I was excited when I heard about a recent choir festival that occurred in Johannesburg called “5 Countries, 1 Love”, which was a collaboration of five different choirs from around Africa, who came together to learn and share music with each other and the Baha’i community. They came from Swaziland, Botswana, Namibia, the Democratic Republic of the Congo (DRC) and South Africa. Hosted in South Africa by the Joburg Baha’i Choir, the festival was held at the Baha’i National Center in Johannesburg. You may have seen the Joburg Baha’i Choir before, as they participated in Baha’i Blog’s Studio Sessions with their songs “Be a Baha’i” and “O Thixo”, plus we also featured their “Usifiwe Naw Ruz” music video and their album, Homage.
A few friends who participated in the event told me how uplifting the festival was, so I decided to chat with Page, one of the festival participants, to find out more about it: Continue reading
Several months ago I was invited to participate in a one-day festival called “The Ink of Light Baha’i Writers’ Festival” held in May in Brisbane, Australia, about an hour from where I currently live. Unfortunately I was overseas at the time, but I was so excited to hear about this initiative, as it’s the first I’d ever heard of such a festival. As an avid reader and as the editor of Baha’i Blog where we publish thousands of posts and articles, writing is definitely something I’m passionate about!
“The Ink of Light Baha’i Writers’ Festival” was the brainchild of Brisbane photographer and author, Ian Hallmond, and I heard so many great things about the festival. When I returned to Australia, I met up with Ian to find out more about the initiative: Continue reading
Baha’is all over the world are striving to systematize their efforts and to be methodical about their endeavours to “effect a transformation in the whole character of mankind, a transformation that shall manifest itself both outwardly and inwardly”. We are given Plans by the Universal House of Justice and are encouraged to think in quarterly cycles of action, reflection, and planning. On the personal level, Baha’u’llah tells us to “bring [ourselves] to account each day”, to strive to “let each morn be better than its eve and each morrow richer than its yesterday”, and Abdu’l-Baha encourages us to “be constant in offering [daily] obligatory prayer”. The theme of systematic action has also been further explored here on Baha’i Blog.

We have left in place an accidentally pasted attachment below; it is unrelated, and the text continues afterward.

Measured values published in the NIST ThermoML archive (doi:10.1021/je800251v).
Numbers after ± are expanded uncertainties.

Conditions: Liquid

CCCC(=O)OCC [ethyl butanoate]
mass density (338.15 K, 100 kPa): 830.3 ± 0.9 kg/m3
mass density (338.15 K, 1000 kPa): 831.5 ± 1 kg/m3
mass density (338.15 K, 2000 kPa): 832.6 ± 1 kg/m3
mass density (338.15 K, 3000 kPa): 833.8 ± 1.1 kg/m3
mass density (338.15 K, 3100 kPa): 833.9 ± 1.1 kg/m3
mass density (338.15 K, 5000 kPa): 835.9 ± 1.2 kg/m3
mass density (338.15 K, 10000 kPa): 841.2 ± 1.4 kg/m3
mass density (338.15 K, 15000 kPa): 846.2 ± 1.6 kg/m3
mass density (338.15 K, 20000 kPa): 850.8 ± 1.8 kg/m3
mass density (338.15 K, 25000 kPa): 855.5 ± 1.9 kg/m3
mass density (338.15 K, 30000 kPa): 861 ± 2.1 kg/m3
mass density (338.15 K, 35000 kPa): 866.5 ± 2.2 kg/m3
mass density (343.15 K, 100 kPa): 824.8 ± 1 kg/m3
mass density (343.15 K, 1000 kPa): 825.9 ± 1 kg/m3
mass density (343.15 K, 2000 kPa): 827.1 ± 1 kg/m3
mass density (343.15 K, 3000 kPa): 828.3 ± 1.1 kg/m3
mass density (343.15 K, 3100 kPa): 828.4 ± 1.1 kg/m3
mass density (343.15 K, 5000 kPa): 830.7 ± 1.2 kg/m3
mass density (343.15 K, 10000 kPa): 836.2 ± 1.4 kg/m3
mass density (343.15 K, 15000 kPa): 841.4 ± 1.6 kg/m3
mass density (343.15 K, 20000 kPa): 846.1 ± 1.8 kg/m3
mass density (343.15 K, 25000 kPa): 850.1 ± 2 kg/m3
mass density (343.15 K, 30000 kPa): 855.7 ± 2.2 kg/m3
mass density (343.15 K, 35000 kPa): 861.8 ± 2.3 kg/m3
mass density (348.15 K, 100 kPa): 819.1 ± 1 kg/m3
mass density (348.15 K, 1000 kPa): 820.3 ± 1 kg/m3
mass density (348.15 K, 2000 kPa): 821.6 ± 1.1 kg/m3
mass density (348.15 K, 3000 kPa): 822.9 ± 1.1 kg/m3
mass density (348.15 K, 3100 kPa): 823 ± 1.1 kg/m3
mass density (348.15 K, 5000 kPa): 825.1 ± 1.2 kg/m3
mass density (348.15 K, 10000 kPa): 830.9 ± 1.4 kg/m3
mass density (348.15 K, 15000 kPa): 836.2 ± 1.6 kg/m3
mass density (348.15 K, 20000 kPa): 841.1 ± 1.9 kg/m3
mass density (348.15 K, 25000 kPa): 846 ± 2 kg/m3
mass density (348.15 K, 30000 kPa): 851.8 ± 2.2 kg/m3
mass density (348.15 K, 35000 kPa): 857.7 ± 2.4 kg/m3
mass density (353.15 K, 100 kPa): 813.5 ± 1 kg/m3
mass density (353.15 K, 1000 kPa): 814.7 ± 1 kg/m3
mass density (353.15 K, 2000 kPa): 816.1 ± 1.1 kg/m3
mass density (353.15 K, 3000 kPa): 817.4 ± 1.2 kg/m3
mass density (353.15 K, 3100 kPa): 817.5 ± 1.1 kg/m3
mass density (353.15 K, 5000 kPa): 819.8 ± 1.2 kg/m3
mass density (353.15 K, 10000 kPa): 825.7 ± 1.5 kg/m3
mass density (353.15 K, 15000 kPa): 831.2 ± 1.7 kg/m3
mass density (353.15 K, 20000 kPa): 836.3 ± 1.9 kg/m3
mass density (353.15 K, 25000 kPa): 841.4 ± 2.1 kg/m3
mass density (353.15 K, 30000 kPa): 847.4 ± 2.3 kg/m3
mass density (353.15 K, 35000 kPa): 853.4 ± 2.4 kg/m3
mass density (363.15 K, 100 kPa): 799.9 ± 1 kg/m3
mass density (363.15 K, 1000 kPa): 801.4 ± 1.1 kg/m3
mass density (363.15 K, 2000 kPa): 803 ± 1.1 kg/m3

Bullet journaling has helped me to be reliable, methodical and systematic both in my personal devotions, as well as in my service to the world at large; it has helped me create my personal plans and be organized in my efforts and participation in community building initiatives. Of course, bullet journaling isn’t the only way to be systematic on a personal level, but I’d like to share my personal experience here in the hope that others might find something useful in it. Continue reading
Over the years I’ve had the pleasure of working on numerous film projects with the wonderful May Taherzadeh, who’s like a dear sister to me, so when she told me about a new film she was making, I couldn’t wait to see it!
‘Mercy’s Blessing’ is the name of May’s recently released film, and it’s not only beautifully made, but this touching story was filmed in the nation of Malawi, where May was raised for many years. The story is inspired by true events, and May is using the film as a tool to create awareness and foster a discourse on issues relating to the equality of women and men, and the importance of educating girls.
The film has already won numerous awards, and I was excited to talk to May about the film for Baha’i Blog.
Before reading on, you can watch the trailer to Mercy’s Blessing here, or scroll down to see it at the bottom of this page.
(Photo courtesy of 9starjewelry.com)
Everything you know is put to the test when you have children. Recently, after singing the prayer that begins “O God! Educate these children…” for what must have been the 1,000th time, my five year old asked me: “What is the Sun of Reality?”. She stopped me in my tracks. I really had to think about it, and think about how to explain my thoughts. She also frequently asks about what is referred to as “the ringstone symbol”, a work of calligraphy often found on Baha’i-inspired jewelry, and used by many of our family members. My answers to all these questions need some work, so this prompted me to read up on this significant symbol and, in preparation for the next time she asks about it, I’ve written up seven questions and answers about the ringstone symbol: Continue reading